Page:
North Western Winds

Contemplating it all from the great Pacific Northwest

Two Philosophical Problems and an issue

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There are things buzzing about in my real life at the moment that are making blogging time hard to come by. I think things should settle down by the middle of next week. In the meantime, I’ll do my best to slog on. For tonight, I have more links.

Victor Reppert looks at the Problem of Evil, and suggests Calvinists have more trouble with it than other theists do because:

The problem with Calvinism is that on the Calvinistic view God sovereignly determines the outcome of every action. And there are situations which persevere into eternity which very clearly could have been better. In particular, “Smith’s going to hell” is a situation which goes preseveres into eternity and is not going to get better.

The simple fact is that if Calvinism is true, then God could have created the World of Mr. Rogers, but sovereignly chose not to. Why?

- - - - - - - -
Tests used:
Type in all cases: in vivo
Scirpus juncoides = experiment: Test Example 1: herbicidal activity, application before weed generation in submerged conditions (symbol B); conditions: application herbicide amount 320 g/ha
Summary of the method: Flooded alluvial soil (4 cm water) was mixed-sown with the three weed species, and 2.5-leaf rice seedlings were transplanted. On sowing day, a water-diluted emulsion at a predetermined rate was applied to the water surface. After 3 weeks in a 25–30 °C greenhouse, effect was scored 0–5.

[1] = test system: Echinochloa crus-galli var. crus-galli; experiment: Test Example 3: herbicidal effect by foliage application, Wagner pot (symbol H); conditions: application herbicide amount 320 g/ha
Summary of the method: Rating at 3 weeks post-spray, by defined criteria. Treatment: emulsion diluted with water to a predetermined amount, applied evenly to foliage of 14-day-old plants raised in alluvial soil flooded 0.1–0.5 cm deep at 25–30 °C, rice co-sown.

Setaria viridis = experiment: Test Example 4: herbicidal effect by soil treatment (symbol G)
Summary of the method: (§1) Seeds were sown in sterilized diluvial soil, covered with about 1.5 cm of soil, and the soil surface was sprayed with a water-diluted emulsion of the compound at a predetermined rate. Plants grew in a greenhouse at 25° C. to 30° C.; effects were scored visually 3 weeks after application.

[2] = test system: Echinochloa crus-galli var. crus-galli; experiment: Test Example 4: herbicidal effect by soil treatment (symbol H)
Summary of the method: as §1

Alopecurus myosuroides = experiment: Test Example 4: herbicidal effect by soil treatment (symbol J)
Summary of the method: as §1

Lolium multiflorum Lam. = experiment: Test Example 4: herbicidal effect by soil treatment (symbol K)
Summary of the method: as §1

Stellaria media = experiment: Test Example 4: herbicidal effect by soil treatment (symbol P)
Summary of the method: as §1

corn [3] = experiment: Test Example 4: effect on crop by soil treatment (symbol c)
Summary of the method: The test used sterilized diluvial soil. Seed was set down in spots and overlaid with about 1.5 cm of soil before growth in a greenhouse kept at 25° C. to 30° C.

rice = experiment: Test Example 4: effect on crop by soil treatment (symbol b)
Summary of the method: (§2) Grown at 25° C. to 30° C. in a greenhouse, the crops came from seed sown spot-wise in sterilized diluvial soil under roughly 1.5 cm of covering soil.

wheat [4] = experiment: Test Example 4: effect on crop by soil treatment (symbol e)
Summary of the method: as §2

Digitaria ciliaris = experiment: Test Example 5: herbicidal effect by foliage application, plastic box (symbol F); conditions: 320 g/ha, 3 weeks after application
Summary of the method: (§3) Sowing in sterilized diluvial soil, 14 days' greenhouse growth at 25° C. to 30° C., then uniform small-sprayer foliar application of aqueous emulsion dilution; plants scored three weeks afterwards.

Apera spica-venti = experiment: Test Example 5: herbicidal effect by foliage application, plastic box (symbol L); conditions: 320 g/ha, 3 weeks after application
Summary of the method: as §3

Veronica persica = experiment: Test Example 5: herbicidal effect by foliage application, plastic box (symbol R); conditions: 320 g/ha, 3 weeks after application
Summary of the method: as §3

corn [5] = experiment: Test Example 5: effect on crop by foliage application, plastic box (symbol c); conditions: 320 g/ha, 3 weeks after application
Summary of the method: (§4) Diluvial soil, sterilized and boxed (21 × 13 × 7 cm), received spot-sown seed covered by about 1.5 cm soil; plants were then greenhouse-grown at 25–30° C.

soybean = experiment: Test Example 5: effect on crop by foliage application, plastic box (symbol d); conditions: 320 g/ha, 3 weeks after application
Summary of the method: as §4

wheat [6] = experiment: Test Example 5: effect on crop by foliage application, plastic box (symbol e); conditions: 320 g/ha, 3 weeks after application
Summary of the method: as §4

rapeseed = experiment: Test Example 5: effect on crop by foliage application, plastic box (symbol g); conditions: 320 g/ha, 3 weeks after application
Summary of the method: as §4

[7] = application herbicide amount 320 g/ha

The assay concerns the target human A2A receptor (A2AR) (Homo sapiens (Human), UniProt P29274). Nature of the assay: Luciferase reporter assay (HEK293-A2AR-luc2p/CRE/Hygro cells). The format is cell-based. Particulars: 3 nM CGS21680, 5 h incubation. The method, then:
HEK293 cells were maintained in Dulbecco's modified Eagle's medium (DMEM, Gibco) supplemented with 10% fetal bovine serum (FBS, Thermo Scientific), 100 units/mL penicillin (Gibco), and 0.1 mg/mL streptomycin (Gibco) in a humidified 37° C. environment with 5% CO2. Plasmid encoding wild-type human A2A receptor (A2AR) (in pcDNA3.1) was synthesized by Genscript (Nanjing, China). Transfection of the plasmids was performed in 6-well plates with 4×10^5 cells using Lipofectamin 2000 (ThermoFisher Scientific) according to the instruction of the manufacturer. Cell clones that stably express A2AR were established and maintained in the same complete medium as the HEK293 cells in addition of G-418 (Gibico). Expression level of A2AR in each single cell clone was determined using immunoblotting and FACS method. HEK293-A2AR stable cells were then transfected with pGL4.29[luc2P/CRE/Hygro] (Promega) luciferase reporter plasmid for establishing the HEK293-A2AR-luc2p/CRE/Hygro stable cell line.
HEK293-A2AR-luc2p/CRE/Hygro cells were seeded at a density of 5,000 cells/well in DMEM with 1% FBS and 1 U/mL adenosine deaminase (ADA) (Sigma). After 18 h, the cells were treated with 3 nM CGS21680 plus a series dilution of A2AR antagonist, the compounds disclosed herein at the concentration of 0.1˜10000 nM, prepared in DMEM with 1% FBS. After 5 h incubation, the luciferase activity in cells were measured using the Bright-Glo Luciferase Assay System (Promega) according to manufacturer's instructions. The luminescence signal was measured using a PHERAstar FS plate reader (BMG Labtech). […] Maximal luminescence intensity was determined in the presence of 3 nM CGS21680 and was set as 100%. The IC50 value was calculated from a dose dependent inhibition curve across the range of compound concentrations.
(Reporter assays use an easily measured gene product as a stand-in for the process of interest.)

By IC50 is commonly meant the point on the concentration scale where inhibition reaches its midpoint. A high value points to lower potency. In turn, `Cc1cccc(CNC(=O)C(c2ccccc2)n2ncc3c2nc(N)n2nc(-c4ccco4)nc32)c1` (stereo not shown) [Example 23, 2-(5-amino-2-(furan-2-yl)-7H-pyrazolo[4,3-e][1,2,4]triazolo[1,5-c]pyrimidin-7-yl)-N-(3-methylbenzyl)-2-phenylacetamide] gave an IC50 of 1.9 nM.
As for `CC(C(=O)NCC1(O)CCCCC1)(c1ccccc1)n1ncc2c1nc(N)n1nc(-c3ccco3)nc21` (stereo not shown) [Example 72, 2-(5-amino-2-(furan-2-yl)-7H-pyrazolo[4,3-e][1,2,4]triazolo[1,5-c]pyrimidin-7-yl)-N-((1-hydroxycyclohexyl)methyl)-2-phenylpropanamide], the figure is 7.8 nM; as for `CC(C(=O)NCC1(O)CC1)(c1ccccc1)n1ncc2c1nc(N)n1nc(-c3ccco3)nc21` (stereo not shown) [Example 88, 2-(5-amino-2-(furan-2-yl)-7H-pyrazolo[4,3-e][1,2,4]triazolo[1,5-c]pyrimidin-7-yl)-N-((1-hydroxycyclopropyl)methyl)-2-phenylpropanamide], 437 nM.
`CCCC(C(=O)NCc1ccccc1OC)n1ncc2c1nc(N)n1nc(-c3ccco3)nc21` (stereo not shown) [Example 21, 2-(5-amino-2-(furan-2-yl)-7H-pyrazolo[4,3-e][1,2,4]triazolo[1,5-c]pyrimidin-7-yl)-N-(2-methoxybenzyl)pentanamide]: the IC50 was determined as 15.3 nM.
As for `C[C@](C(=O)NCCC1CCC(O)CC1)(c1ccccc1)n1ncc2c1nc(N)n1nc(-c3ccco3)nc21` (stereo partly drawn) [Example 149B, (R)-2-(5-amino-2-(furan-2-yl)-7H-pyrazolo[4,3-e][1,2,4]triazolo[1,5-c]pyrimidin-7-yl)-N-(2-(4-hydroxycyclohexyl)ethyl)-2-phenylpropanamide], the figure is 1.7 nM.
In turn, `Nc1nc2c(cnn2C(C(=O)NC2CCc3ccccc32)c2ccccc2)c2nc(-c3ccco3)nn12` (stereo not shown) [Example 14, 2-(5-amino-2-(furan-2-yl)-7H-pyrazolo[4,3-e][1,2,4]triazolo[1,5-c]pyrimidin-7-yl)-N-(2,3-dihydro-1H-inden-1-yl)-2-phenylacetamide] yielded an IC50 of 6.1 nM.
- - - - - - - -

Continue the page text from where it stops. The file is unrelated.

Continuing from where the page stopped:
If God is love, then isn’t there something deficient about love that is fully and completely determined by the one who receives the love? If this is the case, then there is a good reason why a loving God might choose to give us incompatiblist freedom, even if this freedom results in sin and perhaps even eternal separation from God for some persons.

Max Gross at Right Reason asks how reliable a guide common sense wisdom is. He uses Samuel Johnson’s response to Bishop Berekley’s suggestion that esse est percipi (to be is to be perceived) as an example:

After we came out of the church, we stood talking for some time together of Bishop Berkeley’s ingenious sophistry to prove the non-existence of matter, and that every thing in the universe is merely ideal. I observed, that though we are satisfied his doctrine is not true, it is impossible to refute it. I never shall forget the alacrity with which Johnson answered, striking his foot with mighty force against a large stone, till he rebounded from it, “I refute it thus.”

There is an interesting comments thread here as well.

Ronald Baily looks at the legacy of Rachel Carson’s Silent Spring at Reason online. My grade 11 / 12 high school biology teacher gave us photocopied handouts from Carson’s book and assured solemly assured us that we would have to deal with the issue. Looking back, it was very much like the opening scenes from Pleasantville. I identified with that part of the movie pretty strongly.


Written by Curt

March 16, 2005 at 9:03 pm

Posted in Uncategorized

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